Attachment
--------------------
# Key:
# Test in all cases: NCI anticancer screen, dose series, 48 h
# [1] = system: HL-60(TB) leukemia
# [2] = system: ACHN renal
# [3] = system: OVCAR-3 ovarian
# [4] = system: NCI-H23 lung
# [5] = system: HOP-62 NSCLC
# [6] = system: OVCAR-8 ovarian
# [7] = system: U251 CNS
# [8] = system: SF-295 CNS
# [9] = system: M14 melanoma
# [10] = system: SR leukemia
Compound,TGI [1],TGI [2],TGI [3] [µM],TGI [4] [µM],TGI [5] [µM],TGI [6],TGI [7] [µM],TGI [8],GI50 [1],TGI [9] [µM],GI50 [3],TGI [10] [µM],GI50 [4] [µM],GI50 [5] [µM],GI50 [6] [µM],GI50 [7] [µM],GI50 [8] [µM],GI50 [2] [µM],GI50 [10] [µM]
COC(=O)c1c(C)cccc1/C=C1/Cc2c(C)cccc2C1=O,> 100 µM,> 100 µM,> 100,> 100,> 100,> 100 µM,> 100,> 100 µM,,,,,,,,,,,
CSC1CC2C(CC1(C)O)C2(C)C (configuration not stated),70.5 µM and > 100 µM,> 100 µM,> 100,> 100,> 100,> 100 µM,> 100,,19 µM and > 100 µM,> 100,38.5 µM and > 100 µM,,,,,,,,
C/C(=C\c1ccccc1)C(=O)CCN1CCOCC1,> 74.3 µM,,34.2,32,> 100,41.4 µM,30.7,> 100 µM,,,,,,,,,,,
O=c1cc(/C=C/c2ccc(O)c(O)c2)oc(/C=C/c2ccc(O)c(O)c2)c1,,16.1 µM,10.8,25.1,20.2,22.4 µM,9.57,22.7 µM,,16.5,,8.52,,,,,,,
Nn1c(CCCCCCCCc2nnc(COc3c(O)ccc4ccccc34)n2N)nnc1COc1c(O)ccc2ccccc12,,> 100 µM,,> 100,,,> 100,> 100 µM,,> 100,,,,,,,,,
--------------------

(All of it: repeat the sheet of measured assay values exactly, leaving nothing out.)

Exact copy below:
# Key:
# Test in all cases: NCI anticancer screen, dose series, 48 h
# [1] = system: HL-60(TB) leukemia
# [2] = system: ACHN renal
# [3] = system: OVCAR-3 ovarian
# [4] = system: NCI-H23 lung
# [5] = system: HOP-62 NSCLC
# [6] = system: OVCAR-8 ovarian
# [7] = system: U251 CNS
# [8] = system: SF-295 CNS
# [9] = system: M14 melanoma
# [10] = system: SR leukemia
Compound,TGI [1],TGI [2],TGI [3] [µM],TGI [4] [µM],TGI [5] [µM],TGI [6],TGI [7] [µM],TGI [8],GI50 [1],TGI [9] [µM],GI50 [3],TGI [10] [µM],GI50 [4] [µM],GI50 [5] [µM],GI50 [6] [µM],GI50 [7] [µM],GI50 [8] [µM],GI50 [2] [µM],GI50 [10] [µM]
COC(=O)c1c(C)cccc1/C=C1/Cc2c(C)cccc2C1=O,> 100 µM,> 100 µM,> 100,> 100,> 100,> 100 µM,> 100,> 100 µM,,,,,,,,,,,
CSC1CC2C(CC1(C)O)C2(C)C (configuration not stated),70.5 µM and > 100 µM,> 100 µM,> 100,> 100,> 100,> 100 µM,> 100,,19 µM and > 100 µM,> 100,38.5 µM and > 100 µM,,,,,,,,
C/C(=C\c1ccccc1)C(=O)CCN1CCOCC1,> 74.3 µM,,34.2,32,> 100,41.4 µM,30.7,> 100 µM,,,,,,,,,,,
O=c1cc(/C=C/c2ccc(O)c(O)c2)oc(/C=C/c2ccc(O)c(O)c2)c1,,16.1 µM,10.8,25.1,20.2,22.4 µM,9.57,22.7 µM,,16.5,,8.52,,,,,,,
Nn1c(CCCCCCCCc2nnc(COc3c(O)ccc4ccccc34)n2N)nnc1COc1c(O)ccc2ccccc12,,> 100 µM,,> 100,,,> 100,> 100 µM,,> 100,,,,,,,,,